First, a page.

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A Niagara County sheriff's deputy has been cleared of any criminal wrongdoing in a fatal shooting during a drug sweep July 29 in Buffalo, the deputy's attorney said Monday.
"The [Erie County] district attorney's office informed me that they will not be presenting the deadly force incident involving Deputy Aaron Schultz to a grand jury," said Thomas H. Burton, who is representing Schultz. "District Attorney [Frank J.] Clark has made a determination that the facts are clear enough that a grand jury will not have to review it."
Schultz, 31, a member of the sheriff's Emergency Response Team, killed Marvin Sullivan, 43, who was with a woman targeted in the morning sweep.
Burton said his client fired three shots at Sullivan, who had pointed a shotgun at the deputy as he entered an upstairs bedroom on Kay Street.
Clark could not be reached Monday to comment. First Deputy District Attorney John J. DeFranks said he had no information about the case.
Authorities previously had said they considered the shooting justified because the deputy had felt he was in "imminent threat of physical force."
The drug sweep, called Operation Third Strike, targeted four major cocaine-dealing groups that officials said controlled virtually the entire cocaine supply in Buffalo.
More than 150 law enforcement officers from several agencies fanned out in the city, mostly in the Northeast Police District, confiscating more than 12 pounds of crack and powder cocaine, 17 weapons and more than $100,000 in cash.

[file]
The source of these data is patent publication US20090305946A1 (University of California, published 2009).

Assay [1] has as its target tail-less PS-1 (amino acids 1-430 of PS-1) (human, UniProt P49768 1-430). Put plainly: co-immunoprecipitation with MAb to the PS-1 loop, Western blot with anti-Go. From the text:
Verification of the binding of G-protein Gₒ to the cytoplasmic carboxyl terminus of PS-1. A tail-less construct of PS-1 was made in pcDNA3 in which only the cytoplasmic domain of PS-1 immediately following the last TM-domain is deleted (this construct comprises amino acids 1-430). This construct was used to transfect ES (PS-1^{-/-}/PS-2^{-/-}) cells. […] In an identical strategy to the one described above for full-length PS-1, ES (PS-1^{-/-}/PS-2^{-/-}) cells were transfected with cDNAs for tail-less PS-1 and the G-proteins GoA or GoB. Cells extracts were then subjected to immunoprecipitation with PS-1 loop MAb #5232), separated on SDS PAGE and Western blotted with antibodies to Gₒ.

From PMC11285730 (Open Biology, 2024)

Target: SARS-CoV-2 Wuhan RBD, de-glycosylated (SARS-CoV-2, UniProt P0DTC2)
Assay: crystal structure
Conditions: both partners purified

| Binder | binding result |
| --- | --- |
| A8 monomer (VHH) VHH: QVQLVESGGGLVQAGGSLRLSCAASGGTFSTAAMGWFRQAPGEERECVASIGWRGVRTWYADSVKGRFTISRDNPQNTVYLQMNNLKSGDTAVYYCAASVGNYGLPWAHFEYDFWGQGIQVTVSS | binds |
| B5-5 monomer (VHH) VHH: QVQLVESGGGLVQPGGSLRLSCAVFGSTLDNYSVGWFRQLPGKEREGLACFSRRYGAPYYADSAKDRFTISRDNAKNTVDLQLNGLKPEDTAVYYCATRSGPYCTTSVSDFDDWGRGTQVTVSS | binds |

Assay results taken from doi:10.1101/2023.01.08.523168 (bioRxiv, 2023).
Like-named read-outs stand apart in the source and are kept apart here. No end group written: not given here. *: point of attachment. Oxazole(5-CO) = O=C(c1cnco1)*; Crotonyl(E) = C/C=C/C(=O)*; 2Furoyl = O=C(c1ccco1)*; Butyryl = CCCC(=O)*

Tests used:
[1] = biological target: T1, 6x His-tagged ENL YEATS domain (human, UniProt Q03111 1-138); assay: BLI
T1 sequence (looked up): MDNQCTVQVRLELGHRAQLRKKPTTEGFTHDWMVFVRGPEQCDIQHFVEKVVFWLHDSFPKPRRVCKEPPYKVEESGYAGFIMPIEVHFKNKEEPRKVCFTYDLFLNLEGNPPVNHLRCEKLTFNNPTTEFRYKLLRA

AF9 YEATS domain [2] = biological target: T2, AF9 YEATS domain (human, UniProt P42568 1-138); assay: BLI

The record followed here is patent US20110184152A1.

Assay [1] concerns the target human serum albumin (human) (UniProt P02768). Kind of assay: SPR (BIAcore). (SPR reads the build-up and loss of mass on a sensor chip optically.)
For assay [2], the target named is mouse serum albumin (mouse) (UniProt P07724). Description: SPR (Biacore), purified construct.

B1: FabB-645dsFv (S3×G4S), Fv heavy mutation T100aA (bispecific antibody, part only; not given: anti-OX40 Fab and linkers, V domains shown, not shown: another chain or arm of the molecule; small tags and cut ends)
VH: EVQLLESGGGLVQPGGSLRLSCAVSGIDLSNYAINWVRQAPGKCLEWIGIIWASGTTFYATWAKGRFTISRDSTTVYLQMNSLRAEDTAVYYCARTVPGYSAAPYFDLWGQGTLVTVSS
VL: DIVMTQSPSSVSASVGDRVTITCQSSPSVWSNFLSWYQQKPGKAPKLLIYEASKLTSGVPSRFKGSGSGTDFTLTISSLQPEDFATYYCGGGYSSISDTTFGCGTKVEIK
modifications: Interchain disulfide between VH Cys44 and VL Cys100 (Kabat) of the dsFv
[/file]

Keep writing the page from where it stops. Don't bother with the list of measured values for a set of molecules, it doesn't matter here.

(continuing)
The 23 people taken into custody included Toni White, 50, who was with Sullivan when he was shot, authorities said.
According to Burton, a 10-member Emergency Response Team that included Schultz arrived at the home at 202 Kay St., in the Kensington-Eggert neighborhood, at about 6:45 a.m.
Schultz led half the group upstairs. As they reached the second floor, members yelled, "Police, search warrant, get on the floor," or words to that effect, Burton said.
"[Schultz] kicked the door open, took one step inside, and as soon as he entered, a guy with a bolt-action shotgun is standing there, 3 to 5 feet away from him, and pointing the weapon at him," Burton said.
Burton said the deputy acted on instinct.
"At that moment, his training took over," he said. "The whole thing was over in about two seconds."
Burton said not taking such a fatal shooting to a grand jury was unusual.
But Clark's decision followed an in-depth investigation, Burton said, and his client has a "stellar record" in nine years with the Sheriff's Office.

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